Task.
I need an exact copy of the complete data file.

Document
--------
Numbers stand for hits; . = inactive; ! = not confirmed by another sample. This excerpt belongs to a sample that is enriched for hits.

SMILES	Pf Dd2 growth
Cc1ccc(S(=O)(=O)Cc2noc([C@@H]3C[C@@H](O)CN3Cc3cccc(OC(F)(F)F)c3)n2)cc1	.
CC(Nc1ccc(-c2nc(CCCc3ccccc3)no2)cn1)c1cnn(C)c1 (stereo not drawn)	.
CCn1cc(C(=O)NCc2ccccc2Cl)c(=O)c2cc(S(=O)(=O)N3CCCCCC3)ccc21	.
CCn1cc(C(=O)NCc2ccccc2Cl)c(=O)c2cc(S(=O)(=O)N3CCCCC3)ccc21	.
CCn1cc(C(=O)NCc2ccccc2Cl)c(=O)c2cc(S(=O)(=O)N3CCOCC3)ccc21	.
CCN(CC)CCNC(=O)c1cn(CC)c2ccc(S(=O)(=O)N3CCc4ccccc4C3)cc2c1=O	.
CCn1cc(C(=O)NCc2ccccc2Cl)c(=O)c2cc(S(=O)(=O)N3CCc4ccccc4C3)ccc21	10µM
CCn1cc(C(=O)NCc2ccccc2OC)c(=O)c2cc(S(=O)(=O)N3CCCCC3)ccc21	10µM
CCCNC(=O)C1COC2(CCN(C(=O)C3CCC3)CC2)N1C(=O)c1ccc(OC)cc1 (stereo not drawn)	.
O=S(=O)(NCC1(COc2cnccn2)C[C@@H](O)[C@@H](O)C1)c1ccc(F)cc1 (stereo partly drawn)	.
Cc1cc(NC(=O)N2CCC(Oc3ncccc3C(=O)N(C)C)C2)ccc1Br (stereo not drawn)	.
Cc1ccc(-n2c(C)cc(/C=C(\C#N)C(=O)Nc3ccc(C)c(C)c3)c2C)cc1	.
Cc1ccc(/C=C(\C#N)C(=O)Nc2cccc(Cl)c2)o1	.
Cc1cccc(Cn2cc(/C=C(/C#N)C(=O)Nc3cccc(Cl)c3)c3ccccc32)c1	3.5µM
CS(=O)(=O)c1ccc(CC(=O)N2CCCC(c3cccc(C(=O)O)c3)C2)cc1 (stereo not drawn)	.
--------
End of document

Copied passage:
Numbers stand for hits; . = inactive; ! = not confirmed by another sample. This excerpt belongs to a sample that is enriched for hits.

SMILES	Pf Dd2 growth
Cc1ccc(S(=O)(=O)Cc2noc([C@@H]3C[C@@H](O)CN3Cc3cccc(OC(F)(F)F)c3)n2)cc1	.
CC(Nc1ccc(-c2nc(CCCc3ccccc3)no2)cn1)c1cnn(C)c1 (stereo not drawn)	.
CCn1cc(C(=O)NCc2ccccc2Cl)c(=O)c2cc(S(=O)(=O)N3CCCCCC3)ccc21	.
CCn1cc(C(=O)NCc2ccccc2Cl)c(=O)c2cc(S(=O)(=O)N3CCCCC3)ccc21	.
CCn1cc(C(=O)NCc2ccccc2Cl)c(=O)c2cc(S(=O)(=O)N3CCOCC3)ccc21	.
CCN(CC)CCNC(=O)c1cn(CC)c2ccc(S(=O)(=O)N3CCc4ccccc4C3)cc2c1=O	.
CCn1cc(C(=O)NCc2ccccc2Cl)c(=O)c2cc(S(=O)(=O)N3CCc4ccccc4C3)ccc21	10µM
CCn1cc(C(=O)NCc2ccccc2OC)c(=O)c2cc(S(=O)(=O)N3CCCCC3)ccc21	10µM
CCCNC(=O)C1COC2(CCN(C(=O)C3CCC3)CC2)N1C(=O)c1ccc(OC)cc1 (stereo not drawn)	.
O=S(=O)(NCC1(COc2cnccn2)C[C@@H](O)[C@@H](O)C1)c1ccc(F)cc1 (stereo partly drawn)	.
Cc1cc(NC(=O)N2CCC(Oc3ncccc3C(=O)N(C)C)C2)ccc1Br (stereo not drawn)	.
Cc1ccc(-n2c(C)cc(/C=C(\C#N)C(=O)Nc3ccc(C)c(C)c3)c2C)cc1	.
Cc1ccc(/C=C(\C#N)C(=O)Nc2cccc(Cl)c2)o1	.
Cc1cccc(Cn2cc(/C=C(/C#N)C(=O)Nc3cccc(Cl)c3)c3ccccc32)c1	3.5µM
CS(=O)(=O)c1ccc(CC(=O)N2CCCC(c3cccc(C(=O)O)c3)C2)cc1 (stereo not drawn)	.